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General Jewish Setting
General Jewish Setting to the Emergence of Christianity
- After Israel's deportation to Babylonia by Nebuchdrezzar (586BC), a portion of the people returned to Judea under Ezra with the blessing of the new Achaemenid (Persian) monarchy. This tolerant policy of the Persians was continued by Judea's Hellenistic rulers, the Ptolemies of Egypt, and then, after 200 BC, the Seleucids with their power base in Syria and Mesopotamia. Thus Judea in the Hellenistc era had the status of an "ethnarchy" ruled in domestic affairs by a hereditary high priest and his advisers.
- The great crisis of Jewish life in the Hellenistic age arose in the middle of the second century BC out of a religious and economic conflict within the Judean community itself. One party in the community, drawn from the land-owning aristocracy in Jerusalem, sought and gained from the Seleucid monarch Antiochus IV Epiphanes, permission to alter the constitutional basis of Jewish life by making Jerusalme a greek-style city, with the new name of Antioch. In accord with this policy, Greek education; institutions, a gymnasium and ephebeion, were established to train new citizens.
But above all, the Mosaic Law, under this arrangement, lost its status as the constitution of the community, since legislative power was now lodged in the newly created citizen body. When the reforming people made the mistake of replacing the high priest, the people arose. Their successful rebellion, however, compelled intervention by Antiochus IV, who to assure the safety of his realm took the strongest possible line by way of punishment. He abolished the practice of Judaism and installed the worship of Zeus Olympios in the Jerusalem temple.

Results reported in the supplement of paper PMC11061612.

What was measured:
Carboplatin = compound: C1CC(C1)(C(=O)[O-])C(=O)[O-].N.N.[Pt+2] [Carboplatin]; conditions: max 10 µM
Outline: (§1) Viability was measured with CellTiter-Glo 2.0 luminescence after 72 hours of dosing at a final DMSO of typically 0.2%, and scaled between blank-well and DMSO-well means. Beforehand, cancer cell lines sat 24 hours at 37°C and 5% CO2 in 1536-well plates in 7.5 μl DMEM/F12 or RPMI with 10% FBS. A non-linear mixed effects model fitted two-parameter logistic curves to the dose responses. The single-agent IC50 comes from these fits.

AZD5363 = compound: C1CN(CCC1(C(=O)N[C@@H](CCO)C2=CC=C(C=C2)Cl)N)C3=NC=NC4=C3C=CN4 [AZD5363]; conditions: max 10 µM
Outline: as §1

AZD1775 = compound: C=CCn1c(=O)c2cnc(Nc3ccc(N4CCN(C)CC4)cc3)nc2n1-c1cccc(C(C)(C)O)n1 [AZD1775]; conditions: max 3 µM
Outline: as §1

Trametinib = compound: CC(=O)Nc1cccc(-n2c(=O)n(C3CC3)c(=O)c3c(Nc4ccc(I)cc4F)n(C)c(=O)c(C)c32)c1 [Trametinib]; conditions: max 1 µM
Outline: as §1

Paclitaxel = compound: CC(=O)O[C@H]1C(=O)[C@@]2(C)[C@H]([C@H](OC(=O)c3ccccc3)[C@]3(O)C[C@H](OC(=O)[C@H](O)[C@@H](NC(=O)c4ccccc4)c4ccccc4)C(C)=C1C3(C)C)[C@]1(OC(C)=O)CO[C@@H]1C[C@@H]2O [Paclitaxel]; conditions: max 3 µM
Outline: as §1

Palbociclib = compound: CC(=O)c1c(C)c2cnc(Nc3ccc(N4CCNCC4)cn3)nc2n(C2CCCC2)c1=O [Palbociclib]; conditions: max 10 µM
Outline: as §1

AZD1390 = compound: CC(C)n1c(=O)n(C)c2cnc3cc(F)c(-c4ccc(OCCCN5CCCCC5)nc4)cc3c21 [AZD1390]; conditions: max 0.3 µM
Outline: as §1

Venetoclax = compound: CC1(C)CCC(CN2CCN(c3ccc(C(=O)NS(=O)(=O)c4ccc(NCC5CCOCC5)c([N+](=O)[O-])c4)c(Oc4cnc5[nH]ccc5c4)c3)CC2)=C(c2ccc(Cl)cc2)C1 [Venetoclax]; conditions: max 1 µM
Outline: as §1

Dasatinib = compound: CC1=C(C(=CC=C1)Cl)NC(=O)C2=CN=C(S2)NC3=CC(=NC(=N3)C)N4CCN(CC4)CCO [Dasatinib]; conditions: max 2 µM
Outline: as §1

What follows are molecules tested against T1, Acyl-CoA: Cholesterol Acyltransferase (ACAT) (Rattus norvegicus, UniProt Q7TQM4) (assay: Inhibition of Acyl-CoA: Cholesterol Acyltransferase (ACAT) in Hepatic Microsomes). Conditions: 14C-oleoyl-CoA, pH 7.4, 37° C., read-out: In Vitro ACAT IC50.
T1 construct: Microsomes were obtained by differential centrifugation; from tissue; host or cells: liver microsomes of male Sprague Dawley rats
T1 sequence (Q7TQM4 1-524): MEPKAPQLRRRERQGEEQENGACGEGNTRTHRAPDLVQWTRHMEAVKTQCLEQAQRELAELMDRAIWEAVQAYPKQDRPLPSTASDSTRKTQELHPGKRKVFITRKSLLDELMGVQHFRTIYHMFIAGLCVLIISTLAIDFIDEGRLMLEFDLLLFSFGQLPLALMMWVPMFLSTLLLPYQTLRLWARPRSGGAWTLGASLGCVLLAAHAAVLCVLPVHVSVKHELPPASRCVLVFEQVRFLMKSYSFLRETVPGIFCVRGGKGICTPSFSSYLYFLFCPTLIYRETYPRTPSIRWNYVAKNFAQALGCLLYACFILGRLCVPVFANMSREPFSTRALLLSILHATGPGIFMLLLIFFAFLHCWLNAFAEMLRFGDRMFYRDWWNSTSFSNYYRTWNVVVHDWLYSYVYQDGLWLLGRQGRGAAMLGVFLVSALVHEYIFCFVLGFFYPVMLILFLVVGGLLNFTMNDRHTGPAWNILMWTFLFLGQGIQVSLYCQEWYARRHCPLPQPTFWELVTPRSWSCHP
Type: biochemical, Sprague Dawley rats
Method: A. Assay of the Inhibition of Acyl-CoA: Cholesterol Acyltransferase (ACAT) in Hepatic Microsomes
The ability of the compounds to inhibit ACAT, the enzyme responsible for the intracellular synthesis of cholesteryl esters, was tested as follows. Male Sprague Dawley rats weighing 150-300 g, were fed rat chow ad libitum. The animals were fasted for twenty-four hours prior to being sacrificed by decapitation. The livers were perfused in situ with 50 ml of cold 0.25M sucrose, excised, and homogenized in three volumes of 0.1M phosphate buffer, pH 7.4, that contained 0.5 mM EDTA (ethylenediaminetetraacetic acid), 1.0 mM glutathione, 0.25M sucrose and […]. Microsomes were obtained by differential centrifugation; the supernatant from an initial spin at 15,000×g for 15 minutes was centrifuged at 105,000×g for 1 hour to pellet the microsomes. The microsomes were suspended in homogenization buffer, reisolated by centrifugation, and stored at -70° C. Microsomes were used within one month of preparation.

- Antiochus' abolition of the Jewish worship provoked the revolt of the Maccabees (167bc), whose guerrilla tactics ultimately compelled Antiochus and his successors to compromise with the Jewish leaders. The results were threefold: First, worship of the Lord was restored in a cleansed and rededicated temple, with a restoration of the traditional constitution of the Jewish ethnarchy. Second, the Hasmoneans, that is the family of Judah the Maccabee, became after 140 BC the hereditary rulers of Judea. Third, the Jewish state, which in 142 BC had become effectively independent, grew in military power until, under John Hyrcanus (135-105 BC) it came to control the whole of Palestine.
- The Advent of the Romans in 63 BC under Pompey the Great changed the situation only by rendering the internal conflicts between Antiochus and the Hasmoneans more acute. Rome began intervening to settle a struggle over succession in the Hasmonean house. It solved the problem by putting most of the Jewish kingdom under the propraetor in Syria, but Jerusalme itself was constituted a temple-state, its domestic affairs governed by the Hasmonean high priest.
This system might have worked had Rome not changed its mind and violated Jewish sensibilities by installing Herod, called "Great" as a vassal king (37-4B C) over the former territories of the Hasmoneans. An Idumaean whose people had been forcibly converted to Judaism in the days of Hasmonean power, Herod was almost universally hated, in spite of his magnificent reconstruction of the Jerusalem temple, his contributions to the material wealth of the land, and his occasional interventions at Rome to protect Jewish interests. His taxation, however, impoversihed the peasantry, drove more land into the possession of the great landowners, and forced many common folk into beggary and thievery.